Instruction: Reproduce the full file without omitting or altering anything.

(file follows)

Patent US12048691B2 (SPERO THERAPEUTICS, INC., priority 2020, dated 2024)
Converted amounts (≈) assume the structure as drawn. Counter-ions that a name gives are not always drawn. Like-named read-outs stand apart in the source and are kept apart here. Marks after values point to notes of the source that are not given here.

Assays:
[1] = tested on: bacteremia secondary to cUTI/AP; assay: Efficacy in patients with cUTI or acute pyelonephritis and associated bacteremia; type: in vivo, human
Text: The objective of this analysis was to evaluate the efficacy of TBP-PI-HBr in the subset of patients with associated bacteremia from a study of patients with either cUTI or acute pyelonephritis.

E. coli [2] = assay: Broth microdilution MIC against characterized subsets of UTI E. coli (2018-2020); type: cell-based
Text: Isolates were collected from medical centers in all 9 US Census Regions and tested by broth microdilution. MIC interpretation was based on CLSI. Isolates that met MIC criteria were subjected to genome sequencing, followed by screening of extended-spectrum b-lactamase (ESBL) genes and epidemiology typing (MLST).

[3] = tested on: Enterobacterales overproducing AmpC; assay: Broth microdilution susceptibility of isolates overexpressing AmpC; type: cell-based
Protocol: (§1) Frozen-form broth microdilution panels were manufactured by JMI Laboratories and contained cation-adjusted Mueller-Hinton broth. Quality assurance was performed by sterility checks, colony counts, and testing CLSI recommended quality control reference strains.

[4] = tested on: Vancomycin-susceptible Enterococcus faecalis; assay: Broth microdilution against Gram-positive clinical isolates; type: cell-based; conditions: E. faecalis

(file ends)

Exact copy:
Patent US12048691B2 (SPERO THERAPEUTICS, INC., priority 2020, dated 2024)
Converted amounts (≈) assume the structure as drawn. Counter-ions that a name gives are not always drawn. Like-named read-outs stand apart in the source and are kept apart here. Marks after values point to notes of the source that are not given here.

Assays:
[1] = tested on: bacteremia secondary to cUTI/AP; assay: Efficacy in patients with cUTI or acute pyelonephritis and associated bacteremia; type: in vivo, human
Text: The objective of this analysis was to evaluate the efficacy of TBP-PI-HBr in the subset of patients with associated bacteremia from a study of patients with either cUTI or acute pyelonephritis.

E. coli [2] = assay: Broth microdilution MIC against characterized subsets of UTI E. coli (2018-2020); type: cell-based
Text: Isolates were collected from medical centers in all 9 US Census Regions and tested by broth microdilution. MIC interpretation was based on CLSI. Isolates that met MIC criteria were subjected to genome sequencing, followed by screening of extended-spectrum b-lactamase (ESBL) genes and epidemiology typing (MLST).

[3] = tested on: Enterobacterales overproducing AmpC; assay: Broth microdilution susceptibility of isolates overexpressing AmpC; type: cell-based
Protocol: (§1) Frozen-form broth microdilution panels were manufactured by JMI Laboratories and contained cation-adjusted Mueller-Hinton broth. Quality assurance was performed by sterility checks, colony counts, and testing CLSI recommended quality control reference strains.

[4] = tested on: Vancomycin-susceptible Enterococcus faecalis; assay: Broth microdilution against Gram-positive clinical isolates; type: cell-based; conditions: E. faecalis